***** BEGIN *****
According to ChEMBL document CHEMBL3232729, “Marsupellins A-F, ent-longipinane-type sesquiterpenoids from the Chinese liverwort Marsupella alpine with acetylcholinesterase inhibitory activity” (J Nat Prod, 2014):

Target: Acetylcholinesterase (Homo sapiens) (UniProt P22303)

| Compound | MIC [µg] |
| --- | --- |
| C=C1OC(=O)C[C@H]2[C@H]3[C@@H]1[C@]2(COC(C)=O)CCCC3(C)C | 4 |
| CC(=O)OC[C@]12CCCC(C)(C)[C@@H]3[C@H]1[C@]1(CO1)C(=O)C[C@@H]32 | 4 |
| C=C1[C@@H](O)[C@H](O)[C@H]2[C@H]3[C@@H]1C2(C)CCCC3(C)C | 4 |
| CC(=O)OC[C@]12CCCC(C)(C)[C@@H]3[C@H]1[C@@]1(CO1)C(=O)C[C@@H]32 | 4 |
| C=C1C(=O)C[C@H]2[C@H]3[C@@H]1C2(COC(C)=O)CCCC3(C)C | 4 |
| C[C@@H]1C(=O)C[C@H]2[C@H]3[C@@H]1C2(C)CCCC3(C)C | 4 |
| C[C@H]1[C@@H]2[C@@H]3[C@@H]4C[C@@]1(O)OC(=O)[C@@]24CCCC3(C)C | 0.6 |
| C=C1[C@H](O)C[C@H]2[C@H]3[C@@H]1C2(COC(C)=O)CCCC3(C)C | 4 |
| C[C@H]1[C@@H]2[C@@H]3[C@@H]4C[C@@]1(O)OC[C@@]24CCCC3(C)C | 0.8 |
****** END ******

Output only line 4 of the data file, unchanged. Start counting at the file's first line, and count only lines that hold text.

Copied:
| --- | --- |